Ezekiel 32:7, 8 And I will veil the heavens when thou art extinguished, and will darken the stars thereof; I will cover the sun with a cloud, and the moon shall not give her light. All the bodies that give light in the sky, shall be darkened over thee, and I will bring darkness upon the earth, saith the Lord God.

Joel 2:10, 31; 3:15 Before them the earth shall be confounded, and the sky shall be shaken: the sun and the moon shall be darkened, and the stars shall withdraw their light. . . . The sun shall be turned into darkness, and the moon into blood, before the great and glorious day of the Lord come. . . .  The sun and the moon shall be darkened, and the stars shall withdraw their light.

4 Ezra 5:4 But if the Most High grants that you live, you shall see it thrown into confusion after the third period; and the sun shall suddenly shine forth at night, and the moon during the day.

Ascension of Moses 10:5 And the horns of the sun shall be broken and he shall be turned into darkness; And the moon shall not give her light, and be turned wholly into blood. And the circle of the stars shall be disturbed.

[25] And the stars of heaven shall fall, and the powers that are in heaven shall be shaken.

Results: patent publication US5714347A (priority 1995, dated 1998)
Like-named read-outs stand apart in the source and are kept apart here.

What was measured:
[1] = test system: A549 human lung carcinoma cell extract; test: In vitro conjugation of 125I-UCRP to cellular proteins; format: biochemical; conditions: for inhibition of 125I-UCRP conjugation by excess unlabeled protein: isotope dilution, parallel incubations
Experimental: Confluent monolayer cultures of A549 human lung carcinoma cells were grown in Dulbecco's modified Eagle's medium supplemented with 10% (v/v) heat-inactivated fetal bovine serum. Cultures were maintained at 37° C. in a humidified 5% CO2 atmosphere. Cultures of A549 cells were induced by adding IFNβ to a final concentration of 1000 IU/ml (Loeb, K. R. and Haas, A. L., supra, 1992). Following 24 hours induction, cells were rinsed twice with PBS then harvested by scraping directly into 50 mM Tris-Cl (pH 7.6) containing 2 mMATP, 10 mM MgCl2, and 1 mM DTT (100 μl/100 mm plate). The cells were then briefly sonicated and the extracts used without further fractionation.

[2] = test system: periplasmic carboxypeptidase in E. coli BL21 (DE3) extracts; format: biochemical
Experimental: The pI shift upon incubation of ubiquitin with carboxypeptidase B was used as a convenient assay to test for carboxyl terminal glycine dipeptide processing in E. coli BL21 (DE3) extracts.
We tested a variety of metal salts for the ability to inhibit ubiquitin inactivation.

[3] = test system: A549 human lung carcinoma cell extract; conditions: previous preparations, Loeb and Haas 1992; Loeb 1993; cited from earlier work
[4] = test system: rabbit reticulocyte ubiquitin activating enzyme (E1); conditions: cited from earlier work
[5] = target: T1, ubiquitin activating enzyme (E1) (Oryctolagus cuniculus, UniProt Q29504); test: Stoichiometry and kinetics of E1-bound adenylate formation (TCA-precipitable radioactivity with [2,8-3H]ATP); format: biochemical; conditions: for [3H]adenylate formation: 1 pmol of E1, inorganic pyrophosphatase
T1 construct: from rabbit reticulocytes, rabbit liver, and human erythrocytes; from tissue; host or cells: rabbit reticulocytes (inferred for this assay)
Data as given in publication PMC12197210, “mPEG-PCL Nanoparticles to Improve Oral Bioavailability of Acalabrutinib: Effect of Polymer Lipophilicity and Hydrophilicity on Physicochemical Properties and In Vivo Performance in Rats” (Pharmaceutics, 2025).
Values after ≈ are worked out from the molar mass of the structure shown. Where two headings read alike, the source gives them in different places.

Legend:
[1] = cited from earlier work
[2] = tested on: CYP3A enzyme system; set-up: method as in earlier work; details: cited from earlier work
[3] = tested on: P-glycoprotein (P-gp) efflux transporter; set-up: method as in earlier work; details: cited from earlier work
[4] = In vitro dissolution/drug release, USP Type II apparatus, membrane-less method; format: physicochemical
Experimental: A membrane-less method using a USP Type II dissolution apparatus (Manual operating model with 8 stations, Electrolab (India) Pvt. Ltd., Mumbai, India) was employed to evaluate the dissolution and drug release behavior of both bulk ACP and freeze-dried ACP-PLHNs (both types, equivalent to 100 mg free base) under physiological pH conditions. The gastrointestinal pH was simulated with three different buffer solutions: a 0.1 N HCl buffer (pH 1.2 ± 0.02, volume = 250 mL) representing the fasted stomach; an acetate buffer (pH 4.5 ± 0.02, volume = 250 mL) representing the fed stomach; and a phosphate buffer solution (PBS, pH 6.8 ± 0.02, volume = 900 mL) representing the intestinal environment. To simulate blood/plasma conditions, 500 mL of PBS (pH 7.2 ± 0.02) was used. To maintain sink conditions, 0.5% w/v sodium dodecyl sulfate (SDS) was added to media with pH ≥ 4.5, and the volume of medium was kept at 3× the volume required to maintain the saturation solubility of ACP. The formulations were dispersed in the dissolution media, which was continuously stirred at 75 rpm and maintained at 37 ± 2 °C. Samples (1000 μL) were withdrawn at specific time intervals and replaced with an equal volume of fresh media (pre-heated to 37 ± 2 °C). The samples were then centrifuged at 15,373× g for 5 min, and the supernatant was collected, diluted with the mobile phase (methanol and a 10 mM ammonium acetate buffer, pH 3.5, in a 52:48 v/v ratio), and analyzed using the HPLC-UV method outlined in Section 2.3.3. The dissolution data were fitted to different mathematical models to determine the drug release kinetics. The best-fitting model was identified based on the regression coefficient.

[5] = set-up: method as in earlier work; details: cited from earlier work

Isaiah 34:4 And all the powers of the heavens shall melt, and the sky shall be rolled up like a scroll: and all the stars shall fall like leaves from a vine, and as leaves fall from a fig-tree.

[26] And then shall they see the Son of man coming in the clouds with great power and glory.

Daniel 7:13-14 I beheld in the night vision, and, lo, one coming with the clouds of heaven as the Son of man, and he came on to the Ancient of days, and was brought near to him.  And to him was given the dominion, and the honour, and the kingdom; and all nations, tribes, and languages, shall serve him: his dominion is an everlasting dominion, which shall not pass away, and his kingdom shall not be destroyed.

Isaiah 19:1 Behold, the Lord sits on a swift cloud, and shall come to Egypt: and the idols of Egypt shall be moved at his presence, and their heart shall faint within them.

[27] And then shall he send his angels, and shall gather together his elect from the four winds, from the uttermost part of the earth to the uttermost part of heaven.

Zechariah 2:6, 10; Ho, ho, flee from the land of the north, saith the Lord: for I will gather you from the four winds of heaven, saith the Lord, . . . . Rejoice and be glad, O daughter of Sion: for, behold, I come, and will dwell in the midst of thee, saith the Lord.